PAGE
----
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Snake bites

9-minute read

All snake bites must be treated as potentially life-threatening. If you have been bitten by a snake, call triple zero (000) and ask for an ambulance.

Key facts

  • Always seek emergency medical treatment for snake bites, as they can be life-threatening.
  • Snake bites are either venomous (if the snake has injected venom into your body) or ‘dry’ (if no venom is injected).
  • Snake bites may cause pain and swelling around the site of the bite, or there may be very few signs left on the skin.
  • Symptoms that snake venom has entered your body may include dizziness, blurred vision, breathing difficulties, nausea, muscle weakness or paralysis.
  • Most snake bites occur when snakes are disturbed; the best way to prevent being bitten is by avoiding snakes altogether.

Are snake bites serious?

Knowing whether a snake bite is dangerous or not can be difficult. This article explains what to do — including providing the proper first aid treatment — if you are bitten by a snake.

It’s also important to be aware that bites from snakes can cause a severe allergic reaction (anaphylaxis) in some rare cases. Learn more about first aid treatment for severe allergic reactions in the ‘anaphylaxis’ section below.

How do I provide first aid for snake bites?

You should always provide emergency care if you or someone else is bitten by a snake — including cardiopulmonary resuscitation (CPR), if required. Snake bites should be medically assessed and treated even if the person who was bitten seems well.

Keep calm, and follow these steps:

  • Get the person away from the snake.
  • Ensure they rest and help them to stay calm.
  • Follow the steps of basic first aidDRSABCD.
  • Call triple zero (000) and ask for an ambulance.
  • If calling triple zero does not work on your mobile phone, try calling 112.
  • Apply a pressure immobilisation bandage (see below).

If you can’t use a pressure immobilisation bandage because the bite is on the stomach or back, apply constant, firm pressure.

Things you SHOULD NOT do:

  • Do not wash the bite area — venom left on the skin and clothing can help identify the snake.
  • Do not apply a tourniquet (a strap to stop blood flow)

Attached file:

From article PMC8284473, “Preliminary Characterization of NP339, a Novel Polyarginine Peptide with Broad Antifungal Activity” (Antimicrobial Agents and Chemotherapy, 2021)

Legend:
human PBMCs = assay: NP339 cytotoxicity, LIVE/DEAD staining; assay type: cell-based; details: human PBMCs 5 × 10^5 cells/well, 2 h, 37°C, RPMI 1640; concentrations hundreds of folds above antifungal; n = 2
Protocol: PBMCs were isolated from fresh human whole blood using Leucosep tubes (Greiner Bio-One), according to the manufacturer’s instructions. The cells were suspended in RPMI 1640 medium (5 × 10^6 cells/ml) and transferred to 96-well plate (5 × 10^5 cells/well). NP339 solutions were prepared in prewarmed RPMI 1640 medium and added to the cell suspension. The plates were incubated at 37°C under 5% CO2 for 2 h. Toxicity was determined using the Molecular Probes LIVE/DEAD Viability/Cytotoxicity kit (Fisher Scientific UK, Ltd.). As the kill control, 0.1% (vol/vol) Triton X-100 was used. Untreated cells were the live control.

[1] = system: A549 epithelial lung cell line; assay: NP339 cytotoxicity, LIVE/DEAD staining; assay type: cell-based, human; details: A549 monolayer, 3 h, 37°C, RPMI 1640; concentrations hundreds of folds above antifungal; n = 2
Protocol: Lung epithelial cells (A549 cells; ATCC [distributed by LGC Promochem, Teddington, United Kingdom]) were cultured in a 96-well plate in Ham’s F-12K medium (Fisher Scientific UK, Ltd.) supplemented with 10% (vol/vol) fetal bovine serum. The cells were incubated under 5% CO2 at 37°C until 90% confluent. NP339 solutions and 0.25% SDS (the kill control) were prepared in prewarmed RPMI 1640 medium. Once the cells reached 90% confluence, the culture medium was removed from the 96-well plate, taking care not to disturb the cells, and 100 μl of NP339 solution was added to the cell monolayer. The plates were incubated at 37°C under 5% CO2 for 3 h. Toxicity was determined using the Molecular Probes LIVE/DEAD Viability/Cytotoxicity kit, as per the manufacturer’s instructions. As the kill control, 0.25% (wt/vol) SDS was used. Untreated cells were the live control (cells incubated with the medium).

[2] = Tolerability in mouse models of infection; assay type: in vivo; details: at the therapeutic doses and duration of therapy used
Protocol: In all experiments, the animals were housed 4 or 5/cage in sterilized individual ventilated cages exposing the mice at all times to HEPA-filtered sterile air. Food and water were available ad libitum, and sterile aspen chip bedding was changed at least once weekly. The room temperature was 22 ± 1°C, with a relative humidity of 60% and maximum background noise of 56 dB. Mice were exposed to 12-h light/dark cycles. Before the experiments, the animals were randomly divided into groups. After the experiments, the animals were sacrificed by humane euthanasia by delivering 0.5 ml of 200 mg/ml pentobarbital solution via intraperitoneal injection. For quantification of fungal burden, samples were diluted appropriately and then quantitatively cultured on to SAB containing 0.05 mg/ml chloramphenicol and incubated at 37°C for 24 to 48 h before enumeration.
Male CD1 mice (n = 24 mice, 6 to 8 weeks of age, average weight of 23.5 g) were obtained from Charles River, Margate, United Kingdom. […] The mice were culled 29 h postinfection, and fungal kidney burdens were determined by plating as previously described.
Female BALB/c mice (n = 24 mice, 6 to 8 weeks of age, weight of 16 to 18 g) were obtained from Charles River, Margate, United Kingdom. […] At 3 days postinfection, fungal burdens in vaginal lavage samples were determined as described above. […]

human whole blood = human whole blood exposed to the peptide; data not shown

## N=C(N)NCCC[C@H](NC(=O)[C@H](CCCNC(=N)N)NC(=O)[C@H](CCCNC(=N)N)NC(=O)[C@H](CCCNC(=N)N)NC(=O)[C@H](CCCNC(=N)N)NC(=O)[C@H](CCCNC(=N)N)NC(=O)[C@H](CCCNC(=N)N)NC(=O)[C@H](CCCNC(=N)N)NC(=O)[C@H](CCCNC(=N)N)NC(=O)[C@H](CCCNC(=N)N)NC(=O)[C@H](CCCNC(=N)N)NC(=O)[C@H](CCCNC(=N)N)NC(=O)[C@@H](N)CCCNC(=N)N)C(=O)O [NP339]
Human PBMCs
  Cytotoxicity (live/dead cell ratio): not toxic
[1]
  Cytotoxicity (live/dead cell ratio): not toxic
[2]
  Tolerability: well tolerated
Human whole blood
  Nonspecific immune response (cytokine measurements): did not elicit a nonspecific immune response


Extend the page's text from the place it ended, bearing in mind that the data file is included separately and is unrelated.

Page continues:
• Do not cut the wound
  • Do not try to suck the venom (poison) out.

St John Ambulance Australia has a quick guide to the first aid management of snake bites.

The Australian Red Cross also has a handy guide on how to treat them.

Pressure immobilisation bandage

A pressure immobilisation bandage is recommended for anyone bitten by a venomous snake. You should firmly bandage the area of the body involved (such as an arm or leg), and keep the person calm and still until medical help arrives.

Follow these steps to apply a pressure immobilisation bandage:

  • First, put a pressure bandage over the bite itself. It should be tight — you should not be able to easily slide a finger between the bandage and the skin.
  • Next, use a heavy crepe or elasticised roller bandage to immobilise the whole limb. Start just above the fingers or toes of the bitten limb and move upwards on the limb as far as the body. Splint the limb including joints on either side of the bite.
  • Keep the person and the limb completely at rest. If possible, mark the site of the bite on the bandage with a pen.

St John Ambulance Australia's first aid fact sheet includes information on pressure immobilisation bandages.

Severe allergic reaction (anaphylaxis)

Rarely, some people have a severe allergic reaction to being bitten by a snake. The reaction can happen within minutes and lead to anaphylactic shock (anaphylaxis). Anaphylactic shock is very serious and can be fatal.

Symptoms of anaphylactic shock include:

  • difficult or noisy breathing
  • difficulty talking and/or a hoarse voice
  • a swollen tongue
  • persistent dizziness or collapse
  • swelling or tightness in the throat
  • being pale and floppy (young children)